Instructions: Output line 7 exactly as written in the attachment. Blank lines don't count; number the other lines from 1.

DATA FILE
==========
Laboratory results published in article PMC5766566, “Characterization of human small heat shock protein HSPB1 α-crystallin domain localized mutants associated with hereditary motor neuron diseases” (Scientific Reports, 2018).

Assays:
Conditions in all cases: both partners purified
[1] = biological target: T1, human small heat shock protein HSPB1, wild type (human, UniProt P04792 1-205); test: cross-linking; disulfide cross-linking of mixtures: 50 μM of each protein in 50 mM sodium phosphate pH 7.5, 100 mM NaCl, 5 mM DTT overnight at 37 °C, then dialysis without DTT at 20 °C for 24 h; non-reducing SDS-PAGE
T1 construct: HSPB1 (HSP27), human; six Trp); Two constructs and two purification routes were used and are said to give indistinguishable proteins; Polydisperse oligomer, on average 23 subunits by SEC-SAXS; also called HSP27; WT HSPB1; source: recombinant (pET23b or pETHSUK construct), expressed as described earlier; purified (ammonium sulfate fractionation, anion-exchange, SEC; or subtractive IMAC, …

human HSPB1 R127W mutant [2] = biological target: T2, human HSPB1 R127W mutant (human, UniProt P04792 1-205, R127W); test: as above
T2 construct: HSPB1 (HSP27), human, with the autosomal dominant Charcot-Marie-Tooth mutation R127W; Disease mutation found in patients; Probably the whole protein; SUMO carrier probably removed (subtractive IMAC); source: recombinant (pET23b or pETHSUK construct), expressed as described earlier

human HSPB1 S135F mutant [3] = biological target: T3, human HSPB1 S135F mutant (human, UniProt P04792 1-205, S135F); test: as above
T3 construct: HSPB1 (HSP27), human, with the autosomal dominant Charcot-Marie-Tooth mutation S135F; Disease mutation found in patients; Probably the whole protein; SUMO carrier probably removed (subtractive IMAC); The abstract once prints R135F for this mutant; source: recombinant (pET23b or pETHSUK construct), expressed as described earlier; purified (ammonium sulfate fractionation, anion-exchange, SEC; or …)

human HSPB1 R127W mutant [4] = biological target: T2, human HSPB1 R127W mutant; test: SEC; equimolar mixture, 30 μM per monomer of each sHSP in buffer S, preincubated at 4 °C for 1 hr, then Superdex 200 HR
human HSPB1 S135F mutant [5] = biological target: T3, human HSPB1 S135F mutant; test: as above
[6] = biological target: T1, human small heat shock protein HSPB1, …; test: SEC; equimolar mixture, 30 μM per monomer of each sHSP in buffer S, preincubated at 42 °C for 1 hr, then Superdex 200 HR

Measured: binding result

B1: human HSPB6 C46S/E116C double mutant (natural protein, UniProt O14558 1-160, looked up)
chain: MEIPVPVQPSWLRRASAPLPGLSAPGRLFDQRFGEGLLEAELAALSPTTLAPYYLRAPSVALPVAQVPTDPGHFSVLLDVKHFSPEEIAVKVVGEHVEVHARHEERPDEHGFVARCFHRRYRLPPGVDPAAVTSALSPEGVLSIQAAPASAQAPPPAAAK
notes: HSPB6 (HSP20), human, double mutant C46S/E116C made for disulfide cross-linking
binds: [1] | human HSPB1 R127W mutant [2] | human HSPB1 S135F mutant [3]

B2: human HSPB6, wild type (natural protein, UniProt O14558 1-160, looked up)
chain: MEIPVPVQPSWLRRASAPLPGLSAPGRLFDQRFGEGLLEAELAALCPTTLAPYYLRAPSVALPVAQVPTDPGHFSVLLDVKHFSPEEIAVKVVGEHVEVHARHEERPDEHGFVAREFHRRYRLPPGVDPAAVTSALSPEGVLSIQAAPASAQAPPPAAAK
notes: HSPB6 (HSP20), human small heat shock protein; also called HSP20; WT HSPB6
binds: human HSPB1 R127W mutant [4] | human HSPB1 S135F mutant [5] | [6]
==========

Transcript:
T2 construct: HSPB1 (HSP27), human, with the autosomal dominant Charcot-Marie-Tooth mutation R127W; Disease mutation found in patients; Probably the whole protein; SUMO carrier probably removed (subtractive IMAC); source: recombinant (pET23b or pETHSUK construct), expressed as described earlier